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December 9, 2022

Cannabis regulators want big budget increase

Photo | Nathan Fiske Marijuana growing at Leicester cannabis firm Cultivate.

Members of the Cannabis Control Commission voted Thursday to approve a fiscal year 2024 budget request of more than $23.7 million, including 26 new hires and $1.5 million to fund public awareness campaigns called for in this summer's cannabis industry reform law.

Fiscal 2024 does not start until July 1, 2023, but state departments and agencies have to get their budget wish-lists in with enough time for the executive branch to consider them before it kicks off the budget process early next year. Because of the transition to a new governor, Gov.-elect Maura Healey's first budget will be due to the Legislature by March 1.

The CCC's budget request, as approved unanimously Thursday, seeks $18.5 million for the main agency operations line item, $3.7 million for the medical marijuana program, and $1.5 million for public education campaigns. That would represent an increase of $4.5 million or 23.4 percent over the CCC's fiscal year 2023 budget award. Agency officials said some of the increase is meant to help the CCC implement the state's new cannabis equity law.

"The general focus was on implementation of revised statute and regulations as well as enhanced support structures in response to these regulatory changes to make sure that we're keeping up with our capacity to meet these requirements," chief financial and accounting officer Adriana Leon said.

The CCC got a budget of $19.22 million for fiscal 2023 and its financial team determined that simply maintaining the spending, contracts and staffing from the current year would require a budget of $20.34 million. If CCC Executive Director Shawn Collins had accepted every budget request from his department heads, the CCC's budget ask would have been $26.2 million.

The public education line item was not funded in the CCC's fiscal 2023 budget, but the Legislature added to the agency's public education mandate in the August cannabis law by requiring "a campaign to educate the public on health risks associated with marijuana and tetrahydrocannabinol consumption, including, but not limited to, the risks: (A) to mental health; (B) of use during pregnancy; (C) of use of high potency products; and (D) of home extraction of marijuana concentrates."

"I think it's important to note that even though we have not been funded in the past, the new law obviously, as a reminder, put some stipulations and requirements on the commission to undertake public awareness efforts. So hopefully they will support us for that request," Commissioner Bruce Stebbins said.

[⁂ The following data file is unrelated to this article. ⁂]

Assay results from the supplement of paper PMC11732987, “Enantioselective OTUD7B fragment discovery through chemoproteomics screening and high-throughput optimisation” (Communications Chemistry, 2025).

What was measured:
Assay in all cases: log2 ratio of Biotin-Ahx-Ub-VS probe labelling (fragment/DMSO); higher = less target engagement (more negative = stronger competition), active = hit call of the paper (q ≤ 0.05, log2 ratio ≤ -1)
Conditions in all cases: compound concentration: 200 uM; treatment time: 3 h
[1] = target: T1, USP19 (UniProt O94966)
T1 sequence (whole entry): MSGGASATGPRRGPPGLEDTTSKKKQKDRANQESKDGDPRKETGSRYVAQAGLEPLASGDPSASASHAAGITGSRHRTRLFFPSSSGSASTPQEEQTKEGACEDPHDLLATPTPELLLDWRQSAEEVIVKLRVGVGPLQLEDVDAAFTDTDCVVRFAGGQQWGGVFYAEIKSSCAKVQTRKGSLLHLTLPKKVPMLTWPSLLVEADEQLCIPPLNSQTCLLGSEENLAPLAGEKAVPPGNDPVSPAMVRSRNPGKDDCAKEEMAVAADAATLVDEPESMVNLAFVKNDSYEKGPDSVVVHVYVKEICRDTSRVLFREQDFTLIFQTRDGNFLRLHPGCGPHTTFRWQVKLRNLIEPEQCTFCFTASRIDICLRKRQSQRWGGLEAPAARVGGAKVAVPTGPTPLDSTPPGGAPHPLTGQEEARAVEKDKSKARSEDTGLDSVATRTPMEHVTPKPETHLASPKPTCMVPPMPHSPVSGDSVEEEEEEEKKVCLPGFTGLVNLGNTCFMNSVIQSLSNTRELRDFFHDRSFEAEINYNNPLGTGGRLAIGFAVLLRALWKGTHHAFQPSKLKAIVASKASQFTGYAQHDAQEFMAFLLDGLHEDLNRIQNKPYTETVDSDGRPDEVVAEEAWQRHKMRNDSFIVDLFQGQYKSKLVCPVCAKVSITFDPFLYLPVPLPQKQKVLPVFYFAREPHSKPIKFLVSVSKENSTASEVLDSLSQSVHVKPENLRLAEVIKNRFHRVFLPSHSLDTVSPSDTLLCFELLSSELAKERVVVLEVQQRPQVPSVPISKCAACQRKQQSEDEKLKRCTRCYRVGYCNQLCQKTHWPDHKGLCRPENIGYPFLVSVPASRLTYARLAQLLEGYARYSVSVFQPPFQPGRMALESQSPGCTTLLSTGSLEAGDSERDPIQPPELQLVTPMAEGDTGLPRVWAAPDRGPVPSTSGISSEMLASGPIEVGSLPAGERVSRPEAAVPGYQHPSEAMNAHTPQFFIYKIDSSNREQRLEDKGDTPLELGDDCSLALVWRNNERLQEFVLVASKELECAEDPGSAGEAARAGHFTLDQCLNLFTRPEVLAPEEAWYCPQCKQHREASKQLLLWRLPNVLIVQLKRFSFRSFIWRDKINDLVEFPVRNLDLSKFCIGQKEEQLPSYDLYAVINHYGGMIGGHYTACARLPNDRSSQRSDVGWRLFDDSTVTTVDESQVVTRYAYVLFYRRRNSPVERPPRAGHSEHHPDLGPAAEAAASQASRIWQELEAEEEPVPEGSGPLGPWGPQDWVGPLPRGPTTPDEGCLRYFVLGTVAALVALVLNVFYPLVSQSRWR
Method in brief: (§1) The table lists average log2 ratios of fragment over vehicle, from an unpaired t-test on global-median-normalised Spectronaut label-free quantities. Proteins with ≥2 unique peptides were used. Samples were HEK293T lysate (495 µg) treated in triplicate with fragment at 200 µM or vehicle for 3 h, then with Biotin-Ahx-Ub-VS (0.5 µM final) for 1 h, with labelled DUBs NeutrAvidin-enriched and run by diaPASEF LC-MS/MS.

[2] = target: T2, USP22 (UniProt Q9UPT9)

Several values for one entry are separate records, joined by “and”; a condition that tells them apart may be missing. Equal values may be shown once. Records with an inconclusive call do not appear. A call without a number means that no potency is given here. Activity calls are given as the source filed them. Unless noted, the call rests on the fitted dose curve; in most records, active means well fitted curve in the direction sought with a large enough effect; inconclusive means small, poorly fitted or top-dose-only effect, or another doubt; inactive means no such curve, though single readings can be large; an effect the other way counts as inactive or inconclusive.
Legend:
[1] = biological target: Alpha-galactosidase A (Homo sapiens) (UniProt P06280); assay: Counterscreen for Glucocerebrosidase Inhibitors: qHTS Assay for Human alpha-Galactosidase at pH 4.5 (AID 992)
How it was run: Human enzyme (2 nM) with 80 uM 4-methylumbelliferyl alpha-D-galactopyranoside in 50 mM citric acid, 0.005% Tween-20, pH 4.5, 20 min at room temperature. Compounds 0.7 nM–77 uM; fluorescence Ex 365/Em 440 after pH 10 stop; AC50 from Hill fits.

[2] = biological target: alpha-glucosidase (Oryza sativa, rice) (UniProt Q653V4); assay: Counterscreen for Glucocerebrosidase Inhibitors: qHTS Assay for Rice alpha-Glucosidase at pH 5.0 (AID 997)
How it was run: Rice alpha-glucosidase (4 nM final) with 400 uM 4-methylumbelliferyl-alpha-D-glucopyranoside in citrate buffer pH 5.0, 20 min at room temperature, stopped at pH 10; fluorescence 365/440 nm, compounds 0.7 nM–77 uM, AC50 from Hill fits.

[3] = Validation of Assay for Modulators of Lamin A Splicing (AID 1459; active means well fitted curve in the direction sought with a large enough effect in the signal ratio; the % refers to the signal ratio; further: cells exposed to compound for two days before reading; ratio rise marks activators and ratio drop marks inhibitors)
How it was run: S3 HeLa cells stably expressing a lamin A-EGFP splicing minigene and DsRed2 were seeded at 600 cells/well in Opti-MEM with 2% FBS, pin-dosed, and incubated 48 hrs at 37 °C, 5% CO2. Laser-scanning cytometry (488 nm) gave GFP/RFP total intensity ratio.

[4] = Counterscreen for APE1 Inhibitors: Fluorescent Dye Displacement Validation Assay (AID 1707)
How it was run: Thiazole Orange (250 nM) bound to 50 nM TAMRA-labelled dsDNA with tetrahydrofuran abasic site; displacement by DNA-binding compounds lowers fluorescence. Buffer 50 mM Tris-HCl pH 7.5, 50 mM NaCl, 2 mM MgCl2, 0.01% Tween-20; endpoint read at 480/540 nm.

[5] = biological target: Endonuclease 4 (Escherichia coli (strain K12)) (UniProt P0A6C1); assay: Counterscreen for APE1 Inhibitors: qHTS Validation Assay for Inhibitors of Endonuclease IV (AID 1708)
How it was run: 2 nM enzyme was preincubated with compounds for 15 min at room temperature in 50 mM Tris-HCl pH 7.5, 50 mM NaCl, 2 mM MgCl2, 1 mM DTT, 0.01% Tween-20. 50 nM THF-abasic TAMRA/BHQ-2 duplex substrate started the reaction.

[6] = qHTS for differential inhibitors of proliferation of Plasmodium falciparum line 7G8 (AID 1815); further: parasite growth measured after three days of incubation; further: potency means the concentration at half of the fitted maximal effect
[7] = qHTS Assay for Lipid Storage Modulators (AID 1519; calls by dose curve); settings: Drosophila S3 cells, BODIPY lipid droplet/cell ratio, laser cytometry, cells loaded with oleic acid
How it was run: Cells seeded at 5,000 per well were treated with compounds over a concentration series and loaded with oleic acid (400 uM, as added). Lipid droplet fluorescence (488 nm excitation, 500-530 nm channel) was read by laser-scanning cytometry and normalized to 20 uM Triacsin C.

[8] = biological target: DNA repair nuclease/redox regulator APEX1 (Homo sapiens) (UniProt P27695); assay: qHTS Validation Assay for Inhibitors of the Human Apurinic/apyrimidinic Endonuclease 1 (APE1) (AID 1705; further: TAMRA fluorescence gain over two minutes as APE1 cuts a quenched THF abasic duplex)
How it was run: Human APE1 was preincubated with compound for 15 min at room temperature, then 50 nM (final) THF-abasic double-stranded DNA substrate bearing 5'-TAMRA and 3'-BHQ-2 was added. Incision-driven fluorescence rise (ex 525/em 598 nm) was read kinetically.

The CCC also wants to have a detailed discussion in the new year about whether it should continue with pandemic-era policy allowances like allowing new medical marijuana patients to join the program without meeting a doctor in person, but first commissioners could extend them one more time.

Three specific policies -- the telehealth allowance for initial medical marijuana consultations, the ability for medical marijuana dispensaries to conduct curbside operations, and the authorization for cannabis companies to hold virtual community outreach meetings -- are set to expire Dec. 31 and the executive director raised the topics Thursday to get a sense of how commissioners wanted to address them.

"It's not on your agenda today, so it would not be appropriate for a vote today given that the public has not been given notice there may be a vote today. But I wanted to flag it for your consideration as, first off, is it something that you might be interested in extending? If so, certainly, there's a few options to do. One is to call a meeting with one specific topic. The other, of course, is that if the commission is so inclined, these things may lapse," Collins said.

Chairwoman Shannon O'Brien said she is not inclined to allow the policies to lapse "because I just don't think it's the right practice for us to follow," and suggested that the commission find time before the end of the month to hold a meeting with the sole purpose of considering a short-term extension "in essence punting it to a longer, more robust conversation."

Other commissioners suggested they would welcome the more robust discussion. Stebbins said he'd like to hear from some of the businesses and people who might be affected by a change in the policies and see data on participation in the virtual outreach meetings. Commissioner Kimberly Roy said she has concerns about extending in perpetuity the authorization for telehealth visits for initial medical marijuana certification.

Commissioner Nurys Camargo asked why the commission couldn't vote on an extension Thursday and the agency's general counsel agreed to look into whether the commission could take such a vote at the end of its meeting under the agenda item for "New Business Not Anticipated at the Time of Posting."

O'Brien said that the CCC missed getting the matter onto Thursday's agenda "by a matter of hours, unfortunately."

"The good news is it's not a $3 billion 'oops, we missed it.' So, you know, I guess we're kind of ahead of the game, so that's good," O'Brien said, seemingly making a reference to the $3 billion impact from the tax rebate law known as Chapter 62F that caught the House and Senate by surprise in July.

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